Freeze Kentucky Universities’ Tuition, State Lawmaker Says

Jan 13, 2016

Western Kentucky University
Credit WKU

Kentucky state universities have endured regular budget cuts for years, and they’ve offset the losses in part with tuition increases.

A Republican state senator wants to stop the latter.

State Sen. Dan Seum, a Louisville Republican, is proposing a freeze on state universities’ tuition rates. He said state universities have increased their tuition at a rate that outstrips cuts to higher education.

“We cut their budget by $165 million, they increased it on the backs of these kids to the tune of $582 million,” Seum said. “I think the universities have seen these kids as nothing more than a cash cow.”

According to a 2015 report from the Center on Budget and Policy Priorities, Kentucky has cut higher education spending per-student at the highest rate in the U.S.

At the same time, tuition has increased at Kentucky’s public universities at a clip higher than 45 other states’ higher education systems.

Tuition increases must be approved by the state’s Council on Postsecondary Education. Last year, the board approved a 3 percent hike for the University of Kentucky and University of Louisville. Both schools were granted a 5 percent tuition increase the previous year.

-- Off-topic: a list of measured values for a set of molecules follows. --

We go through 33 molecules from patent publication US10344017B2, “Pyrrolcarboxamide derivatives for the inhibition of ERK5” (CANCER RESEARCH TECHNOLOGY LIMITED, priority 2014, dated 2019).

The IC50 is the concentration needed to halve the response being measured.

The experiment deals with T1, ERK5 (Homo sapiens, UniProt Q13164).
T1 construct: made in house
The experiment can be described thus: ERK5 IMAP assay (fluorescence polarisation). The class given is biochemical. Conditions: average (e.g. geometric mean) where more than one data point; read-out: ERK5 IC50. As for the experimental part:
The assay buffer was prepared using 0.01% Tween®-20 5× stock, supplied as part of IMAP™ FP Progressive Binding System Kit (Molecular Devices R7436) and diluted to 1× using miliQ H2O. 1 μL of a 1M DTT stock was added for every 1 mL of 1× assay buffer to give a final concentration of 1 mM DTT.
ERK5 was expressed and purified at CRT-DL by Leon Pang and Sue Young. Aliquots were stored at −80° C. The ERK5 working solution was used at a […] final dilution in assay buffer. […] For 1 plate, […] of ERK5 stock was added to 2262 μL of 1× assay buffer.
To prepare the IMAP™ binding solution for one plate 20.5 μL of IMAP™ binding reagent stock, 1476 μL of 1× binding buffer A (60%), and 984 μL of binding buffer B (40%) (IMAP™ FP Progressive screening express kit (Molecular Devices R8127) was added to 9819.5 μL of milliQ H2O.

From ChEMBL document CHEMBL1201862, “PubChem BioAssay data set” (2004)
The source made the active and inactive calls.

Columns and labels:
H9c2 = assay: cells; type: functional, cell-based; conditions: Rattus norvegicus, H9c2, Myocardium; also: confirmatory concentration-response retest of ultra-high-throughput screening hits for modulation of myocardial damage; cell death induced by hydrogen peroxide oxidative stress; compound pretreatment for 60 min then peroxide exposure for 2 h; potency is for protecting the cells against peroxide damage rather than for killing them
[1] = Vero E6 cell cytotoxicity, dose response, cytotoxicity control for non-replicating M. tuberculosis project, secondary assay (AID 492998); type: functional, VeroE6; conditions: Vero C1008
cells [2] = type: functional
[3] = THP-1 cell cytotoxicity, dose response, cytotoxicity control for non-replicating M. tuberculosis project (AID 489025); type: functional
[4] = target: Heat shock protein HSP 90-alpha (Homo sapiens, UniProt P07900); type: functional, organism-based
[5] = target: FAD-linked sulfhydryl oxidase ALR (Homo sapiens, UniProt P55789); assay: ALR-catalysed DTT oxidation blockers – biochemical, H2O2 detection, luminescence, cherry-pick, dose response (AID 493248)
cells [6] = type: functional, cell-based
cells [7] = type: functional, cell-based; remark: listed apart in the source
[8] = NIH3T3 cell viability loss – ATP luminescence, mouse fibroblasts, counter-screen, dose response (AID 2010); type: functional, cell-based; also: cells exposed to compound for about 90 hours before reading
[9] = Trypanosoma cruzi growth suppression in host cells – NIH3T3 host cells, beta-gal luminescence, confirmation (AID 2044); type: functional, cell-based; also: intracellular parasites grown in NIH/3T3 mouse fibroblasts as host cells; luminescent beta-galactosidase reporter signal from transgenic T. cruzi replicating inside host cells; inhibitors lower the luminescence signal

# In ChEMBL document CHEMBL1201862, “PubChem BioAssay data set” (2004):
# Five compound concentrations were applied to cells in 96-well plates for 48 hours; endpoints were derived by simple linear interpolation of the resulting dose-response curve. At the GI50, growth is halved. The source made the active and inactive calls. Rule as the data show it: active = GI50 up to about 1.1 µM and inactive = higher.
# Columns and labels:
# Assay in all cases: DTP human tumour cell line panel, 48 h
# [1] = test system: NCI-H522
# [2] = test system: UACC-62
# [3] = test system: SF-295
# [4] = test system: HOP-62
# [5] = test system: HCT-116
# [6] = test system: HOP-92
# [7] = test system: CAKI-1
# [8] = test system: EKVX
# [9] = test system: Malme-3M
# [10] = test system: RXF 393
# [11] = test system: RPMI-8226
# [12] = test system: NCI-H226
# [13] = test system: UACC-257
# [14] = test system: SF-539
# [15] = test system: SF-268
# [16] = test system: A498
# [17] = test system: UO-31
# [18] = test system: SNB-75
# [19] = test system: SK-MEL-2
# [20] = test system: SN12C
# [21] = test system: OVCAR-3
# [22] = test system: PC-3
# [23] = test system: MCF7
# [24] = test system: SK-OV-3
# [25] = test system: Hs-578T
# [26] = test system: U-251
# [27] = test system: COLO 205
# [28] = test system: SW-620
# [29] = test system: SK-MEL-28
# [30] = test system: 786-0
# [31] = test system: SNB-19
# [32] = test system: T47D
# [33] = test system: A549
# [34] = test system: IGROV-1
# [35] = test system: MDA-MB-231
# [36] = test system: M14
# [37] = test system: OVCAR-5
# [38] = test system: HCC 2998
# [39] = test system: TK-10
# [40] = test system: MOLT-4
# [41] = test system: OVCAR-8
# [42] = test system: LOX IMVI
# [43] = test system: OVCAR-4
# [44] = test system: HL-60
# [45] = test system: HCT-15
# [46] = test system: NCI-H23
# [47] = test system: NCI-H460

Tuition is only allowed to increase by 8 percent every two years.

“I think it borders on criminal what the universities are doing to these kids,” Seum said.

Seum criticized public universities for spending lavishly on new buildings and projects, calling it “castle building.”

The University of Louisville has made massive investments in new buildings, real estate holdings and other infrastructure over the past decade. U of L spokesman John Karman said Seum made “several inaccurate statements” during the press conference announcing the tuition freeze bill.

In a statement, Karman said the school understands “the financial burden that tuition can impose on students and their families.”

“We look forward to working with Sen. Seum and the General Assembly as we continue to work with students every day to help them achieve their goal of a college education,” Karman said in a statement.

University of Kentucky spokesman Jay Blanton said more than half of UK students graduate without debt.

“Ensuring that the commonwealth’s families can afford and have access to the University of Kentucky is one of our top priorities,” Blanton said in a statement. “To that end, we welcome the discussion about how we can all work together to make college even more affordable and accessible.”

Seum, who is the Republican caucus chair in the Senate, said the bill will likely be heard in committee — the first step to passing the chamber.

Democratic House Speaker Greg Stumbo said the bill’s chances in his chamber aren’t as sunny. Stumbo said amid budget cuts, state universities must be able to raise revenues through tuition.

“I know nobody wants to see tuitions increased. By the same token, unfortunately, if you’re going to have massive budget cuts like we’ve had to have, really, education’s the only place you can get that much money, as Gov. Beshear found out,” he said.

In-state tuition at the University of Kentucky is currently $5,390 per semester, $5,271 at the University of Louisville, $4,741 at Western Kentucky University, and $4,075 at Eastern Kentucky University.